While fans of the book series are fully aware of the author's struggle to finish the final two installments, The Winds of Winter and A Dream of Spring, Martin admitted that part of the delay has been a result of the HBO series, and fans' reaction to it.

“I don’t think [the series] was very good for me,” Martin said. “The very thing that should have speeded me up actually slowed me down. Every day I sat down to write and even if I had a good day … I’d feel terrible because I’d be thinking: ‘My God, I have to finish the book. I’ve only written four pages when I should have written 40.'"

Still, Martin has sworn that the books will get finished ... he just won't promise when.

[h/t The Guardian]

Attention Movie Geeks: Cinephile Is the Card Game You Need Right Now

Cinephile/Amazon
Cinephile/Amazon

If you’ve got decades worth of movie trivia up in your head but nowhere to show it off, Cinephile: A Card Game just may be your perfect outlet. Created by writer, art director, and movie expert Cory Everett, with illustrations by Steve Isaacs, this game aims to test the mettle of any film aficionado with five different play types that are designed for different skill and difficulty levels.

For players looking for a more casual experience, Cinephile offers a game variety called Filmography, where you simply have to name more movies that a given actor has appeared in than your opponent. For those who really want to test their knowledge of the silver screen, there’s the most challenging game type, Six Degrees, which plays like Six Degrees of Kevin Bacon, with the player who finds the fewest number of degrees between two actors getting the win.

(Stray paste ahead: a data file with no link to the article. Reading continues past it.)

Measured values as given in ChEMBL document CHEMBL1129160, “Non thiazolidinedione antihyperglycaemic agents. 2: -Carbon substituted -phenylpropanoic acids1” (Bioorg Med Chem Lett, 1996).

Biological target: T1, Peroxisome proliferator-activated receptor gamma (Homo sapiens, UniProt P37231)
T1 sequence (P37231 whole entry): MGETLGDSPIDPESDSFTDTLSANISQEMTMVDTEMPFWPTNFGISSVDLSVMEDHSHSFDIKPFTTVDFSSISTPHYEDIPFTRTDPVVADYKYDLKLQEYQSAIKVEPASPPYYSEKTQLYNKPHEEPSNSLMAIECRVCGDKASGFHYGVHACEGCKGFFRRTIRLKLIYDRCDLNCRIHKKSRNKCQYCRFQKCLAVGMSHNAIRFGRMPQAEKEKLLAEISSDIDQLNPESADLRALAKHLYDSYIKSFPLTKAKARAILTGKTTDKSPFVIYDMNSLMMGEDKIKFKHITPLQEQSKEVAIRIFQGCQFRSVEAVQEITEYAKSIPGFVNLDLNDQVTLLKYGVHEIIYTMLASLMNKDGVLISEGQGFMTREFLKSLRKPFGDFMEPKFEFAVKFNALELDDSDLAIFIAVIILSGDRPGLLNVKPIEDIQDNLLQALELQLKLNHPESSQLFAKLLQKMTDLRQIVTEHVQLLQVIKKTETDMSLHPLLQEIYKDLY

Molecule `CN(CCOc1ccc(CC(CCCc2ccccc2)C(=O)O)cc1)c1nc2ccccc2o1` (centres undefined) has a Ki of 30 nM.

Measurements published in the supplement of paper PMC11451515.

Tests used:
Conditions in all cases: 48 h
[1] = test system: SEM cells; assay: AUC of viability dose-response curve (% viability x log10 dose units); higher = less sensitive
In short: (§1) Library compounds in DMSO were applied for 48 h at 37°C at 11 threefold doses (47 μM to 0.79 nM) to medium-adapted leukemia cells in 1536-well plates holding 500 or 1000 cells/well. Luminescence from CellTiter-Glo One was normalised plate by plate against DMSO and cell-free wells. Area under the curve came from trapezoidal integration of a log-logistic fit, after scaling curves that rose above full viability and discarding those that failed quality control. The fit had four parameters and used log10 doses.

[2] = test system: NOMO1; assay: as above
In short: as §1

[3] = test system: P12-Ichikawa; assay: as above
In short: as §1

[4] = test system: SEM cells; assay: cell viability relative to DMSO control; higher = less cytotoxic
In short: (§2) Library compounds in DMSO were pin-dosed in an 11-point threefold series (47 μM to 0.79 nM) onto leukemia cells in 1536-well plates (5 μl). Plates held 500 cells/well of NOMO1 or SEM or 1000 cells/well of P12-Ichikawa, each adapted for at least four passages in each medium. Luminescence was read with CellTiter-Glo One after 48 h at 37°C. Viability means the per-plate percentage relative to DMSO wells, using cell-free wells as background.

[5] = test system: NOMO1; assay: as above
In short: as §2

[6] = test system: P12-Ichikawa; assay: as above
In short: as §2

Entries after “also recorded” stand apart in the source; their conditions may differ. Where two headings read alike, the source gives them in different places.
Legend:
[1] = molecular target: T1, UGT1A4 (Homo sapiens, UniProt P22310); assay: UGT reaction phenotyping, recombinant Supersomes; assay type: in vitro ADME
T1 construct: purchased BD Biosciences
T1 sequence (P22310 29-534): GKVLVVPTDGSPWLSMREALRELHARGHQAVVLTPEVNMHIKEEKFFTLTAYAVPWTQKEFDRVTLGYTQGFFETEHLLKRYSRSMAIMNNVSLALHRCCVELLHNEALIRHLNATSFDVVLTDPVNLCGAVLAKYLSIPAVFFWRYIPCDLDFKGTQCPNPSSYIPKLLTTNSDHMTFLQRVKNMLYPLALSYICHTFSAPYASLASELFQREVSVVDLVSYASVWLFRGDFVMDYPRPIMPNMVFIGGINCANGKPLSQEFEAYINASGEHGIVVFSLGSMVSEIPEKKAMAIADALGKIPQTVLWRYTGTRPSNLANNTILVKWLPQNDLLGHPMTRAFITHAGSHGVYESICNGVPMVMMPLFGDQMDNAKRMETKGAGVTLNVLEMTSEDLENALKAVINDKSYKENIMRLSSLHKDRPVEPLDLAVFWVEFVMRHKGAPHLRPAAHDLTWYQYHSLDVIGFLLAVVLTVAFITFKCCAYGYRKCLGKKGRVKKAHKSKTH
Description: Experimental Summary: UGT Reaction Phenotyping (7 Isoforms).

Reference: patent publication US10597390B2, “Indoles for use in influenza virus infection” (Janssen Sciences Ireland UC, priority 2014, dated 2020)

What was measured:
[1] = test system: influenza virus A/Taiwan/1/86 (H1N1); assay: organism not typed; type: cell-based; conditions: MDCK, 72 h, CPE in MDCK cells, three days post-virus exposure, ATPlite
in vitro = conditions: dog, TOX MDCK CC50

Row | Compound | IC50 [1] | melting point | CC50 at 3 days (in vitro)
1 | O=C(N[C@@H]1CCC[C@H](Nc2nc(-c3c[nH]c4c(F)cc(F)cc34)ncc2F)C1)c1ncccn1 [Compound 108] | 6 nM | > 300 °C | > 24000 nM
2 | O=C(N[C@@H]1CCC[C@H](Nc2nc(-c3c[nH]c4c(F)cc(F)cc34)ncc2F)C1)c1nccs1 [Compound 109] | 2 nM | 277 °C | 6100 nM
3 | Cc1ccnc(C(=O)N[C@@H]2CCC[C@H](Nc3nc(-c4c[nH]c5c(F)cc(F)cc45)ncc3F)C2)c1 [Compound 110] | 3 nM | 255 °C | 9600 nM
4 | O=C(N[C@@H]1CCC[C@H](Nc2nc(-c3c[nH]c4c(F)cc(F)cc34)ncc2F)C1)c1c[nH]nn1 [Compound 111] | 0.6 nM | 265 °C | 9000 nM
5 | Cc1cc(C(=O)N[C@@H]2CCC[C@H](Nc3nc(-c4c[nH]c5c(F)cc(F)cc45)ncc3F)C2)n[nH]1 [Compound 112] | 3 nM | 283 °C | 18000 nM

When you choose actors for Six Degrees, you’ll do so using the beautifully illustrated cards that come with the game, featuring Hollywood A-listers past and present in some of their most memorable roles. You’ve got no-brainers like Uma Thurman in Kill Bill (2003) and Arnold Schwarzenegger in Total Recall (1990) alongside cult favorites like Bill Murray from 2004's The Life Aquatic with Steve Zissou and Jeff Goldblum in The Adventures of Buckaroo Banzai Across the 8th Dimension (1984). Of course, being a game designed for the true film buff, you’ll also get some deeper cuts like Helen Mirren from 1990’s The Cook, the Thief, His Wife & Her Lover and Sean Connery in 1974's Zardoz. There are 150 cards in all, with expansion packs on the way.

Cinephile is a labor of love for Everett and Isaacs, who originally got this project off the ground via Kickstarter, where they raised more than $20,000. Now it’s being published on a wider scale by Clarkson Potter, a Penguin Random House group. You can pre-order your copy from Amazon now for $20 before its August 27 release date.